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All news / EkoNiva has suspended its billion investment project in Altai region

  • 29 Jul 2021, 10:57

The largest milk producer in Russia, EkoNiva-APK-Holding, has suspended the implementation of a billion project of a livestock complex in Talmenka district, but has not abandoned it. Governor of Altai region Viktor Tomenko announced this to journalists during a large online press conference on July 27.EkoNiva has suspended its billion investment project in Altai region

EkoNiva, Russia's largest producer of raw milk, intended to build a livestock complex for 6 thousand cattle in Talmenka district. According to the plan, the first cowshed was supposed to be launched at the end of 2020, and reach its design capacity in 2021.

The governor has explained that the implementation of the project has been suspended. But the project will still be implemented.

‘Stefan Dürr (German businessman, owner of the agricultural holding EkoNiva. – note by Altapress.ru) called me, we talked with him, they had some difficulties with financial support, and interaction with credit organizations that financed them. They need to resolve this complex of issues now, solve a number of internal corporate problems related to the distribution of shares of this organization. And then return to creative activity,' Viktor Tomenko explained.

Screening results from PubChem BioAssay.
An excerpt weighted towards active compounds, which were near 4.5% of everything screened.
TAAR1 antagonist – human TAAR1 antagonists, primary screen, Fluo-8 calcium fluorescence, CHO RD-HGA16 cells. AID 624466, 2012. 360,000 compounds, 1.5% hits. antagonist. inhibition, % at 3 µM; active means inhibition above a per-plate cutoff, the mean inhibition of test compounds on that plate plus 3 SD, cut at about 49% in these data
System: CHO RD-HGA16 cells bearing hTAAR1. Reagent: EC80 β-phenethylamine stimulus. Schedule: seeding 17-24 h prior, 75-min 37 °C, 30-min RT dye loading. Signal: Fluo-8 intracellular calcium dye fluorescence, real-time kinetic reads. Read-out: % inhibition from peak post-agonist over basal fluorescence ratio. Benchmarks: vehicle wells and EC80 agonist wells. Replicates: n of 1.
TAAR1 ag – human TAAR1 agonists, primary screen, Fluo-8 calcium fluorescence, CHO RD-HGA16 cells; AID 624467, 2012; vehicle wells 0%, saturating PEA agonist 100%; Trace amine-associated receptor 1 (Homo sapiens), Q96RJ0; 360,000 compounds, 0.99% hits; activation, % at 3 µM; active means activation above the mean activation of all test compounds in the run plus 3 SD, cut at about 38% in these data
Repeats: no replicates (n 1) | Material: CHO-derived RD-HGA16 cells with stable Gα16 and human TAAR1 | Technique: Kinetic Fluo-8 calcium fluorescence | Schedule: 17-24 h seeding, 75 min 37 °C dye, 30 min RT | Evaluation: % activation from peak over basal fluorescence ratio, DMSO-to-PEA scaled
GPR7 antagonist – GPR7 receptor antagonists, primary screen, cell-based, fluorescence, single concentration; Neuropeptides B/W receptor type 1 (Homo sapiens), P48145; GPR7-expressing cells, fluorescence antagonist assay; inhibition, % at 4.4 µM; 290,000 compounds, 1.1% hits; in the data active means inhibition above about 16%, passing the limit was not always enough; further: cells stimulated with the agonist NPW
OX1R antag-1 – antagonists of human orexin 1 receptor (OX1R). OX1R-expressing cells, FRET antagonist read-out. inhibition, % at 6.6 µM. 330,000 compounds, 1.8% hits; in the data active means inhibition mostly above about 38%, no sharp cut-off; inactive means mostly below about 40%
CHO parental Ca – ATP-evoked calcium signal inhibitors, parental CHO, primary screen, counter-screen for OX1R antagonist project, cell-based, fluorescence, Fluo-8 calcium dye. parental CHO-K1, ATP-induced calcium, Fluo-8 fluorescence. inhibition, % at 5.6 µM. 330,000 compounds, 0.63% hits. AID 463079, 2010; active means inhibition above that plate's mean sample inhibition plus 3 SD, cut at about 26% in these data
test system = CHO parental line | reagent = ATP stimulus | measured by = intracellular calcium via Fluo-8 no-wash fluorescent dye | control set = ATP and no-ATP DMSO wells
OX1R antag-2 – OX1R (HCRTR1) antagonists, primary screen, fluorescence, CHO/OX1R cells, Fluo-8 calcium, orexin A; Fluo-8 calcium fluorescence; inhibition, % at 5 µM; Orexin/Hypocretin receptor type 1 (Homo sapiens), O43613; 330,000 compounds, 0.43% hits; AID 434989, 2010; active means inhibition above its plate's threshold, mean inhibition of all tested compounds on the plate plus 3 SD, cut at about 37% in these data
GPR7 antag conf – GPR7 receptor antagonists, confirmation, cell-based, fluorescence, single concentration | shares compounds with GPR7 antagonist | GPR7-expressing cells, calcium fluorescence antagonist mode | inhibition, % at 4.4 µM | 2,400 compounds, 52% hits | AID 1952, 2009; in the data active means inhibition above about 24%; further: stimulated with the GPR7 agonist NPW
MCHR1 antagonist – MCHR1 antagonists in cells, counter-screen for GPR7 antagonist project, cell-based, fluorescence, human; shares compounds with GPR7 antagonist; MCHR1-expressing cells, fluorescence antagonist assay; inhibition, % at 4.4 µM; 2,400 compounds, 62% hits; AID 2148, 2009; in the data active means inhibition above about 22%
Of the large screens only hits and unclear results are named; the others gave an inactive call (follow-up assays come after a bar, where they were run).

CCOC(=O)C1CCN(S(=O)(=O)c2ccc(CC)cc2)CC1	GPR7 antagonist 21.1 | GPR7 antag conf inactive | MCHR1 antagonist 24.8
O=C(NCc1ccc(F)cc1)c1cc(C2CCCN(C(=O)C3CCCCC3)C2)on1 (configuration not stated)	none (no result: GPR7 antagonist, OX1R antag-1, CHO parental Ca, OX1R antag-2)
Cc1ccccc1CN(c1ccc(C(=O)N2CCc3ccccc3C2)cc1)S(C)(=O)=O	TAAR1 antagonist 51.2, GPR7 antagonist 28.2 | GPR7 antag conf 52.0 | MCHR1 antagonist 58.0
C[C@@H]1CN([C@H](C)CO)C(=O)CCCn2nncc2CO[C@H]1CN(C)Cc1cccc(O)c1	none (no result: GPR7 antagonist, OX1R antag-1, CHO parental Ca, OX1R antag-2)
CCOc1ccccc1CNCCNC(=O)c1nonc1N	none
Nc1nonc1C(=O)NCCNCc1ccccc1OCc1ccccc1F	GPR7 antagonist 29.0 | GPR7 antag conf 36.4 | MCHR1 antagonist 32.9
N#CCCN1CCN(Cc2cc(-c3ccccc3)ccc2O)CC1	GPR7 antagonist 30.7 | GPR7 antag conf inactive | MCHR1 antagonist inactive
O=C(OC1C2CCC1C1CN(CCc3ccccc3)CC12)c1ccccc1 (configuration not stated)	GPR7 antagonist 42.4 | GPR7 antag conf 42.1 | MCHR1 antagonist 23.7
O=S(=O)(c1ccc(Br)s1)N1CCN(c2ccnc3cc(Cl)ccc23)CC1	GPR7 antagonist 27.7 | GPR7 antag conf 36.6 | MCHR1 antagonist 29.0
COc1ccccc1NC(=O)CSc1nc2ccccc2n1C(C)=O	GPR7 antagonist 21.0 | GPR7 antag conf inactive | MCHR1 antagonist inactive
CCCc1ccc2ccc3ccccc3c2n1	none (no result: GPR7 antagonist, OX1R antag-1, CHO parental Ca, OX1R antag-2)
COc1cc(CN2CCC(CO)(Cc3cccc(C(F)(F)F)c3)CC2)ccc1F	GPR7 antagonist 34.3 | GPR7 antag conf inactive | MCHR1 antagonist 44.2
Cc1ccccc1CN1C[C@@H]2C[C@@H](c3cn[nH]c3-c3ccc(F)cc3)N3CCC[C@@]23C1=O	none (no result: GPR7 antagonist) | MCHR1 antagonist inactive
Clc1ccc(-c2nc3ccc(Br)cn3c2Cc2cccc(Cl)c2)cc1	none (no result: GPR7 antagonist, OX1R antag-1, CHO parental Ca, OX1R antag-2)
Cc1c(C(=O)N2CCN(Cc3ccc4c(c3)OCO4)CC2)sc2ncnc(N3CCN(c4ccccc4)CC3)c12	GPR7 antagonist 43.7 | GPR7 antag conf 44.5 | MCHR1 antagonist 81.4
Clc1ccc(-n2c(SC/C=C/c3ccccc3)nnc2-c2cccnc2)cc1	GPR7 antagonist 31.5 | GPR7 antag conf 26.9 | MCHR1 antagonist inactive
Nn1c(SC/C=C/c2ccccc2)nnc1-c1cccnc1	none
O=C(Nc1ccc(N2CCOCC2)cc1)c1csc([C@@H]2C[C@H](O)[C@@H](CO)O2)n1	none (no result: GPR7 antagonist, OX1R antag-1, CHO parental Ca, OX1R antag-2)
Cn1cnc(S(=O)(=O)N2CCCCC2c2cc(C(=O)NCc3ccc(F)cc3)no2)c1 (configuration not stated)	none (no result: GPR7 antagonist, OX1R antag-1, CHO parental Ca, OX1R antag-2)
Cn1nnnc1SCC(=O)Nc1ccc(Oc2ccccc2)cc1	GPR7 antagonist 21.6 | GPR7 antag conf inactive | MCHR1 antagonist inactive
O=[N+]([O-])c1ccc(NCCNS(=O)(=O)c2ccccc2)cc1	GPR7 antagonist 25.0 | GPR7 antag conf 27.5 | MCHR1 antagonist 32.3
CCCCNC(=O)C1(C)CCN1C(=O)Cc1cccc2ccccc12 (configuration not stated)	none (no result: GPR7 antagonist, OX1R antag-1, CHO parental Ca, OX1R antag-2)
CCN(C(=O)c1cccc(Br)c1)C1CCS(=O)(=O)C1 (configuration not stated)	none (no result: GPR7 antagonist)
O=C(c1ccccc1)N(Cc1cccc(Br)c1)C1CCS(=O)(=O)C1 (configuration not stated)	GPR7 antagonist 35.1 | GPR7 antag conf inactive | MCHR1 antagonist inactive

To implement the project, the company EkoNiva was leased 14.5 thousand hectares of agricultural land in Talmenka district for 49 years, the company also bought about 3 thousand hectares. The company planned to use the land for growing feed. The project was included among the priorities in Altai region.

In 2019, the regional authorities approved an action plan to assist EkoNiva Altai in implementing the project. The company intended to invest 3.2 billion rubles, creating 160 jobs.

The governor also told how the pandemic affected the implementation of a number of investment projects. According to him, not a single investor has abandoned his project. However, there were cases when there were difficulties with the installation and launch of equipment — in particular, engineers from abroad could not come to the Barnaul plant of press equipment.

‘Colleagues were forced to adapt on the move,’ the governor said.